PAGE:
President Obama goes to the United Nations General Assembly to rally nations to support a coalition against Islamic State militants in Iraq and Syria. He also will look for nations to back his plan to fight the Ebola virus in West Africa. As VOA White House correspondent Luis Ramirez reports, Obama’s efforts reflect new moves by the U.S. administration to take a leading role in addressing world crises.
Video

Video Migrants Caught in No-Man's Land Called Calais

The deaths of hundreds of migrants in the Mediterranean this week has only recast the spotlight on the perils of reaching Europe. And for those forunate enough to reach a place like Calais, France, only find that their problems aren't over. Lisa Bryant has the story.
Video

Video Westgate Siege Anniversary Brings Back Painful Memories

One year after it happened, the survivors of the terror attack on Nairobi's Westgate Shopping Mall still cannot shake the images of that tragic incident. For VOA, Mohammed Yusuf tells the story of victims still waiting for the answer to the question 'how could this happen?'
Video

Video Militant Assault in Syria Displaces Thousands of Kurds

A major assault by Islamic State militants on Kurds in Syria has sent a wave of new refugees to the Turkish border, where they were stopped by Turkish border security. Turkey is already hosting about 700,000 Syrian refugees who fled the civil war between the government and the opposition. But the government in Ankara has a history of strained relations with Turkey's Kurdish minority. Zlatica Hoke reports Turkey is asking for international help.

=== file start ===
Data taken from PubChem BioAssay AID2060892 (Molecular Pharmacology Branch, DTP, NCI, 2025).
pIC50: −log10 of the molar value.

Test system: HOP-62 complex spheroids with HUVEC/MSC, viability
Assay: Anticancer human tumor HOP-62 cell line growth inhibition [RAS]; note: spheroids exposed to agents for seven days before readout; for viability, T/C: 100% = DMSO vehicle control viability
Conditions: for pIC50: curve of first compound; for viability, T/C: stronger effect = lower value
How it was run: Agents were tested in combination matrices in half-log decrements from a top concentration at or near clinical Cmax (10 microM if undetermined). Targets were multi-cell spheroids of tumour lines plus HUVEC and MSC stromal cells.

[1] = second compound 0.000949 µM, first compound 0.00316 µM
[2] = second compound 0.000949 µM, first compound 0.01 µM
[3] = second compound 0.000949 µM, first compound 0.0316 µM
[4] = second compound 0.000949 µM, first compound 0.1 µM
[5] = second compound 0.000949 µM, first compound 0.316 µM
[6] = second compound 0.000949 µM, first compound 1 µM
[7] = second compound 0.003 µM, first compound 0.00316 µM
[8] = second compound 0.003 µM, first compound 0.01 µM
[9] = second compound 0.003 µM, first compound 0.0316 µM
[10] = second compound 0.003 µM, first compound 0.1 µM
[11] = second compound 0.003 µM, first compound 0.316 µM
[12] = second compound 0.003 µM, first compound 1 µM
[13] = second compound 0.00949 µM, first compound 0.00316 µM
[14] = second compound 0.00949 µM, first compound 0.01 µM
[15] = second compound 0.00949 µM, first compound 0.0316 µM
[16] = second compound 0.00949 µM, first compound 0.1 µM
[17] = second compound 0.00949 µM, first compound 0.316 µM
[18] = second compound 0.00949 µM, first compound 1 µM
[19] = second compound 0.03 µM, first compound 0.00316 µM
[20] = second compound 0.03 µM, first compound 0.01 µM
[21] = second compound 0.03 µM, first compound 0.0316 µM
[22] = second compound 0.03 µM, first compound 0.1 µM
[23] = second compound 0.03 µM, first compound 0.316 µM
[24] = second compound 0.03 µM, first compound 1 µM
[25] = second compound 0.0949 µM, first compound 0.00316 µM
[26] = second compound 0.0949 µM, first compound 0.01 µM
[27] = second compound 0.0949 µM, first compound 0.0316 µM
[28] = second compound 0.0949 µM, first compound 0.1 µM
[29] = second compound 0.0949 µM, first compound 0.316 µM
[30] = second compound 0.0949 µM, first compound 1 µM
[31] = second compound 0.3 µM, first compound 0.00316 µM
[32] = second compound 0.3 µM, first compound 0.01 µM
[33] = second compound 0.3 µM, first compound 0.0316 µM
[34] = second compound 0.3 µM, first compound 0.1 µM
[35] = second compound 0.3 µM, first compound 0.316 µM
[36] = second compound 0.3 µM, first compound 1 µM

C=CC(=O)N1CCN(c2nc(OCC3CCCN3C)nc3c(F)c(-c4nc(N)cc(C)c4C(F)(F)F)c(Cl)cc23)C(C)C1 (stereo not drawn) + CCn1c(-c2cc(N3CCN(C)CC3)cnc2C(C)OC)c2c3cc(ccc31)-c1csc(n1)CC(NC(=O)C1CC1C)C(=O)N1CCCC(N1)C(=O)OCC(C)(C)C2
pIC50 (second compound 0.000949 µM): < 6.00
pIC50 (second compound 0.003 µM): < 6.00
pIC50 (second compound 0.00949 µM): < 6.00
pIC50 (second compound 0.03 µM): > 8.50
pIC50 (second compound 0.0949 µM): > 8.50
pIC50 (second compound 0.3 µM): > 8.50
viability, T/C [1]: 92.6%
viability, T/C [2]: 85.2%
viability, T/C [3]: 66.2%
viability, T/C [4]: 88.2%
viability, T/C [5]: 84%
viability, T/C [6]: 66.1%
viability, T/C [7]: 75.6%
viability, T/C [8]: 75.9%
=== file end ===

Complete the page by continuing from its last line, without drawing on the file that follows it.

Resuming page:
Video

Video Whaling Summit Votes to Uphold Ban on Japan Whale Hunt

The International Whaling Commission, meeting in Slovenia, has voted to uphold a court ruling banning Japan from hunting whales in the Antarctic Ocean. Conservationists hailed the ruling as a victory, but Tokyo says it will submit revised plans for a whale hunt in 2015. Henry Ridgwell reports from London.
Video

Video A Dinosaur Fit for Land and Water

Residents and tourists in Washington D.C. can now examine a life-size replica of an unusual dinosaur that lived almost a hundred million years ago in northern Africa. Scientists say studying the behemoth named Spinosaurus helps them better understand how some prehistoric animals adapted to life on land and in water. The Spinosaurus replica is on display at the National Geographic museum. VOA’s George Putic has more.
Video

Video Iraqi Kurdistan Church Helps Christian Children Cope find shelter in churches in the Kurdish capital, Irbil

In the past six weeks, tens of thousands of Iraqi Christians have been forced to flee their homes by Islamic State militants and find shelter in churches in the Kurdish capital, Irbil. Despite U.S. airstrikes in the region, the prospect of people returning home is still very low and concerns are starting to grow over the impact this is having on the displaced youth. Sebastian Meyer reports from Irbil on how one church is coping.


Carnage and mayhem are part of daily life in northern Nigeria, the result of a terror campaign by the Islamist group Boko Haram. Fears are growing that Nigeria’s government may not know how to counter it, and may be making things worse. More

AppleAndroid